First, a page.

Coming to a better understanding of what
git rebase does
Although I've used it reasonably regularly,
git rebase has so far
been a little bit magical to me, as you may be able to tell from
my extensive explanation to myself of using it to rebase changes
on top of an upstream rebase. In my grand
tradition, I'm going to write down what I hope is a better understanding
of what it does and how its arguments interact with that.
git rebase does is that it takes a series of commits, replays
them on top of some new commit, and then gives the resulting
top commit a name so that you can use it. When you use the three
argument form with
--onto, you are fully specifying all of these.
Take this command:
git rebase --onto muennich/master old-muennich master
--onto names the new commit everything will be put onto (usually
it's a branch, as it is here), the series of commits that will be
old-muennich..master, and the new name is also
You don't get a choice about the new name;
git rebase always makes
your new rebase into your branch, discarding the old value of the
(As far as I can tell there's no technical reason why
couldn't let you specify the branch name of the result; it's just
not in the conceptual model the authors have of how it should work.
If you need this, you need to manually create a new branch beforehand.)
The minimal version has no arguments:
This only works on branches with an upstream. It replays your commits from the current branch on top of the current (ie new) upstream, and it determines the range of commits to rebase roughly by finding the closest common ancestor of your commits and the upstream:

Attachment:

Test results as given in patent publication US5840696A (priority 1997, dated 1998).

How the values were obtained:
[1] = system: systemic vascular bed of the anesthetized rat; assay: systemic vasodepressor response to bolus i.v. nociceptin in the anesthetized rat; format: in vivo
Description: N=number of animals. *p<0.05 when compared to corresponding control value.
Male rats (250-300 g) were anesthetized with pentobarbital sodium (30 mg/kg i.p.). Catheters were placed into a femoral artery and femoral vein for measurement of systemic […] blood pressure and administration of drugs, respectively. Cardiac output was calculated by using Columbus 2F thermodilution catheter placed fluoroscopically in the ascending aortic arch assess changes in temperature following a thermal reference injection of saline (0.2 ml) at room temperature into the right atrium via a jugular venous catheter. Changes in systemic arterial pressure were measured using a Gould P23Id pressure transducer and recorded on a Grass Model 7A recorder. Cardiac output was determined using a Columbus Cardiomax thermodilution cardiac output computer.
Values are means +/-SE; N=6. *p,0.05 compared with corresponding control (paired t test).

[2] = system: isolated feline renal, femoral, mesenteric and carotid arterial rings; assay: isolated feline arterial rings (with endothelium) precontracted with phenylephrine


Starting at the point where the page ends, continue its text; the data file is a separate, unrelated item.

A -> B -> C -> D [origin/master] \-> local-1 -> local-2 [master]
In this bad plain text diagram, the upstream added C and D while
you have local-1 and local-2. The common point is B, and so B..master
describes the commits that will be put on top of origin/master and
master branch will be switched to them (well, the new
version of them).
A rebase is conceptually a push to cherry-pick's pull. In cherry picking, you start on the new clean branch and pull in changes from elsewhere. In rebasing, you start on your 'dirty' local branch and push its changes on top of some other (clean) branch. You then keep the name of your local branch but not its old origin point.
If you use the one or two argument form of
git rebase, you're
explicitly telling rebase what to consider the 'upstream' for both
determining the common ancestor commit and for what to put your
changes on top of. If I'm understanding this correctly, the following
commands are both equivalent to a plain '
git rebase' on your
git rebase origin/master git rebase origin/master master
Based on the diagrams in the git-rebase manpage, it looks like the one and two argument forms are most useful for cases where you have multiple local branches and want to shuffle around the relationship between them.
In general the git-rebase manpage has helpful examples combined with extensive ASCII diagrams. If I periodically read it carefully whenever I'm confused, it will probably all sink in eventually.
(Of course, the git manual page that I actually should read carefully several times until it all sinks in and sticks is the one on specifying revisions and ranges for Git. I sort of know what a number of the different forms mean, but in practice it's one part folklore to one part actual knowledge.)
Comments on this page:Written on 26 April 2017.